By Bob Allen
The new president of the National Religious Broadcasters said Sept. 26 that Christian media can and should do a better job in countering the mainstream media’s message that same-sex marriage is OK.
“We have not got to live under some kind of self-imposed Sharia law on this issue,” Jerry Johnson, the former president of Criswell College selected last October as president and CEO of the international association of Christian broadcasters and communicators, said in a panel discussion at the Family Research Council’s Sept. 25-28 Values Voter Summit in Washington. “We have the First Amendment freedom to speak and to exercise, and we should use it.”
Johnson, a Ph.D. graduate of Southern Baptist Theological Seminary who formerly served in senior administration at both the seminary in Louisville, Ky., and at Midwestern Baptist Theological Seminary in Kansas City, Mo., said the mainstream media has played a “huge” role in the campaign to redefine marriage.
“I think we should go back to 2008, probably when the president was elected the first time,” he said. “In his speech, you should remember, in the inauguration speech, he listed rich and poor, white and black, and then he inserted gay and straight in there. That was huge, and the media picked up on that.”
“Somewhere along in his presidency, he switched from gay and straight to LGBT,” he continued. “It’s a very interesting switch. I don’t know if anyone has marked that switch. He never says gay and straight any more. Now it’s LGBT. Straight’s not even in that mix. That’s an interesting point.”
Johnson said there are about 20 different sexual identities or orientations that would now want to be included as part of the mix. “The mainstream media keeps repeating this, writing it into scripts, repeating the lingo, and it is affecting us,” he said. “That’s the thing I want to say. Be very careful how you talk about these issues, because part of the debate is in the language itself.”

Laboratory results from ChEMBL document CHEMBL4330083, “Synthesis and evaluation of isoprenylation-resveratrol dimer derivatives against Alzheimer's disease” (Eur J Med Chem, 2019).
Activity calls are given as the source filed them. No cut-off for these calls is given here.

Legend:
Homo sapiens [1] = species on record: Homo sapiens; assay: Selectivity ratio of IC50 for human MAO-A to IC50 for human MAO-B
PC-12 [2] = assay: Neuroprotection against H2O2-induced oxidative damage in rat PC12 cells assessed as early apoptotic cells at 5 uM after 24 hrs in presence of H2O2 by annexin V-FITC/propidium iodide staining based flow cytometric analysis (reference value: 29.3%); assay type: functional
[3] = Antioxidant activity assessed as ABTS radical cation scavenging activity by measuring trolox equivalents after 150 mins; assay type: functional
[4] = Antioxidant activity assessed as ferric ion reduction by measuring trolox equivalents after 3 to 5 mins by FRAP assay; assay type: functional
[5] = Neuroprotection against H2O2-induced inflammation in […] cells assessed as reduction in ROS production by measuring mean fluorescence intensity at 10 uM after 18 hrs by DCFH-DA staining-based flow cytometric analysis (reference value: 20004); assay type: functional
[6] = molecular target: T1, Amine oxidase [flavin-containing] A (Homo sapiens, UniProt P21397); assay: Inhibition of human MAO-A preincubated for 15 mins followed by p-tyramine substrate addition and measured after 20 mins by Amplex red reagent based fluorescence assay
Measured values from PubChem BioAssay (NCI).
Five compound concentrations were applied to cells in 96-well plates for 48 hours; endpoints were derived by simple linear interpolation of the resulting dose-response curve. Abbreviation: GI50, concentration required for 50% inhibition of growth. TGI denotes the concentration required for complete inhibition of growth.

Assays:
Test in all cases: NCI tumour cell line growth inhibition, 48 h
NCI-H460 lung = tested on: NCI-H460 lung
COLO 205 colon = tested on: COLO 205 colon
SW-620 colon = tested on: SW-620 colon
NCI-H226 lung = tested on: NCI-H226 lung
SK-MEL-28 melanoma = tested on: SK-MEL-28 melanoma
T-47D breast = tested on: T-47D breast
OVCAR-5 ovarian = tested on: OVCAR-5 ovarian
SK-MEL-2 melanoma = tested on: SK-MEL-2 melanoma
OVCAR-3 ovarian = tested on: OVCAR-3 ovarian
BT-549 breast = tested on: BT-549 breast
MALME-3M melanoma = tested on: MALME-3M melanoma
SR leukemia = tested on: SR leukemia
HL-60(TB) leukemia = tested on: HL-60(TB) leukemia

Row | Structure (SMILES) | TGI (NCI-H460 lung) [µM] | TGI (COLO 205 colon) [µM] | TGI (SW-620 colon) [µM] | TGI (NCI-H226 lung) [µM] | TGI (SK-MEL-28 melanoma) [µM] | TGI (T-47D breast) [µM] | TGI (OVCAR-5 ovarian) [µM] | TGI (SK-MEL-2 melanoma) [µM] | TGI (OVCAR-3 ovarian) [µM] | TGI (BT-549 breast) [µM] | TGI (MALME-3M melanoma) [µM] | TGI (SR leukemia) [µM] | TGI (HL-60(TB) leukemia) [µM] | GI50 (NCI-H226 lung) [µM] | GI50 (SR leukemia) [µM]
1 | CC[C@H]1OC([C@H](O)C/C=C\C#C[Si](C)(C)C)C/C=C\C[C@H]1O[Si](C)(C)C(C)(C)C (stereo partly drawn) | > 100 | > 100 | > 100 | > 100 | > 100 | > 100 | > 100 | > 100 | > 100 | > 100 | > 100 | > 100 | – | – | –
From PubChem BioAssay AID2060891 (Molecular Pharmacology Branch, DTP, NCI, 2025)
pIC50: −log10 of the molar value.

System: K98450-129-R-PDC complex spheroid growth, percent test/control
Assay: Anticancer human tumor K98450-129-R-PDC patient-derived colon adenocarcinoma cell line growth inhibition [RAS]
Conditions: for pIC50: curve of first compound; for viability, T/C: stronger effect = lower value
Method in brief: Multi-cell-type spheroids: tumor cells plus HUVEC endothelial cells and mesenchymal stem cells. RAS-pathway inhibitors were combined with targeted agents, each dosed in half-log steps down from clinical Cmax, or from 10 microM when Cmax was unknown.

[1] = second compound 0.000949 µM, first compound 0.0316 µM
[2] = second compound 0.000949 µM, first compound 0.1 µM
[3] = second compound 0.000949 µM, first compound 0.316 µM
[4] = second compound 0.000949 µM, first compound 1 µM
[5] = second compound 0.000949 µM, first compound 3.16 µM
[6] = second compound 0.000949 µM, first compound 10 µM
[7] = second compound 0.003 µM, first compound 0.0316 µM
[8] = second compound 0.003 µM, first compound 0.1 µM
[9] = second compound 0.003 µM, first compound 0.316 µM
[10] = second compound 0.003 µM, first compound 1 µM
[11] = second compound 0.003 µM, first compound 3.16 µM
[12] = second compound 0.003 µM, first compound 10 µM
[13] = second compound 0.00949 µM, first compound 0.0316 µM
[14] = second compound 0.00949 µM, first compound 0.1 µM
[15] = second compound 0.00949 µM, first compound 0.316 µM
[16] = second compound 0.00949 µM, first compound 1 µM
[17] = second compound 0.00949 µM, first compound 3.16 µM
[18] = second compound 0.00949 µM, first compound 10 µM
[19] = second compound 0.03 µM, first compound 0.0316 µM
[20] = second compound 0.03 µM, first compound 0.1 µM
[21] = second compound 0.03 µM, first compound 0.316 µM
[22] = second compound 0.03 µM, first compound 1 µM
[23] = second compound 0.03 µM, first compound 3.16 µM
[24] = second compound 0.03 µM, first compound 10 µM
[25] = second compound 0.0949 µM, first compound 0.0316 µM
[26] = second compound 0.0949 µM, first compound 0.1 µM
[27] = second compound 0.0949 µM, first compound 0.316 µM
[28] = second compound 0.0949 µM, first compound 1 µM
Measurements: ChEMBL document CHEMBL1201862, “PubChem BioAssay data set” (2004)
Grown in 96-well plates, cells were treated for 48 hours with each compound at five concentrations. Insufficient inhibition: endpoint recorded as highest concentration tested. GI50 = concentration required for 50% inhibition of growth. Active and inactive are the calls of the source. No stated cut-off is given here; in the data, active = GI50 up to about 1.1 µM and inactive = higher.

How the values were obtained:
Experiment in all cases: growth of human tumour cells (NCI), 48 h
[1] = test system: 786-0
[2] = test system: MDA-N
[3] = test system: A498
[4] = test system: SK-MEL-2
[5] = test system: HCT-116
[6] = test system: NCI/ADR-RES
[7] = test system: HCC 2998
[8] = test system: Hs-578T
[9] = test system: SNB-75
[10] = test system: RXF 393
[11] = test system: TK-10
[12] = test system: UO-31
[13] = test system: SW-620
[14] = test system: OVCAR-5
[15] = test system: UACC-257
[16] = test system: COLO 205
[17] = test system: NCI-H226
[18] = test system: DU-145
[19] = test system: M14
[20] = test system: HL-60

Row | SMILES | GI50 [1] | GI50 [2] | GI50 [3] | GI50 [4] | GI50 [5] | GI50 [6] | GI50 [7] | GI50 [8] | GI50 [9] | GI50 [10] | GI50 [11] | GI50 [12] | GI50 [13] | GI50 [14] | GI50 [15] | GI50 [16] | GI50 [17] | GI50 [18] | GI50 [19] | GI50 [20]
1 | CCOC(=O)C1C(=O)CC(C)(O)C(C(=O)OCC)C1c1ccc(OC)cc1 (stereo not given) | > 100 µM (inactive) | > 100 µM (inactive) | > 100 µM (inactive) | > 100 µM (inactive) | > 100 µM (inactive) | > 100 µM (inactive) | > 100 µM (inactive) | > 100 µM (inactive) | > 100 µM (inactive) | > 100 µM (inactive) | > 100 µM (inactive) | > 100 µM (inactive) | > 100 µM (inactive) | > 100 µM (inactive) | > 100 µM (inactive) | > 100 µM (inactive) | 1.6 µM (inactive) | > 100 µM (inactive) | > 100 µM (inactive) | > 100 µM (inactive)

Discussing the marriage issue specifically with youth, Johnson said, “We just have to challenge a lot of these assumptions.”
“Young people always want to be on the cutting edge and with it, and so one of the main arguments you’ll hear is, ‘you don’t want to be on the wrong side of history.’ Well, let’s just take that for a moment. It’s not about history. It’s about the future. They’re not talking about history. They’re talking about what they want the future to be.”
Johnson said going back beyond the last few years, “history is on our side” when it comes to defending traditional marriage.
“In the last hundreds of years of American history our culture has recognized traditional, natural marriage,” he said. “That has been the cultural norm.”
“You go back beyond that, Judeo-Christian history, and I take a cue from the Apostle Paul,” he said. “In Romans 1 he didn’t quote the Leviticus passage we often hear. It’s true that it’s there, but Paul went back to Genesis 1, and Paul said this choice is a rejection of the Creator and the created order, the natural order.”
“When you use the word natural marriage, that’s Genesis 1,” Johnson said. “He made them male and female. So we’re talking about thousands of years of Judeo-Christian heritage here.
“What we do know is that cultures who have chosen this path in the past have not ended well, and the future is what they are talking about, not the past. So I think we’ve got to be biblical. We’ve got to be clear. We’ve got to be practical, and above all things we do have to talk about it, and let’s talk about protecting natural marriage.”
Johnson’s introduction in Southern Baptist life came in 1989 when, as a 24-year-old Southern Baptist minister from Colorado, he was the youngest person ever elected to serve on the Southern Seminary board of trustees.
In 1990 he circulated a 16-page document titled “The Cover-up at Southern Seminary” accusing faculty members including the president at the time, Roy Honeycutt, of “doctrinal infidelity.”
The most-quoted line of the document, discussed for more than four hours in executive session at the Southern Seminary trustee meeting in April 1990, was, “One would have to be as blind as a mole not to see that Dr. Honeycutt just does not believe the Bible.”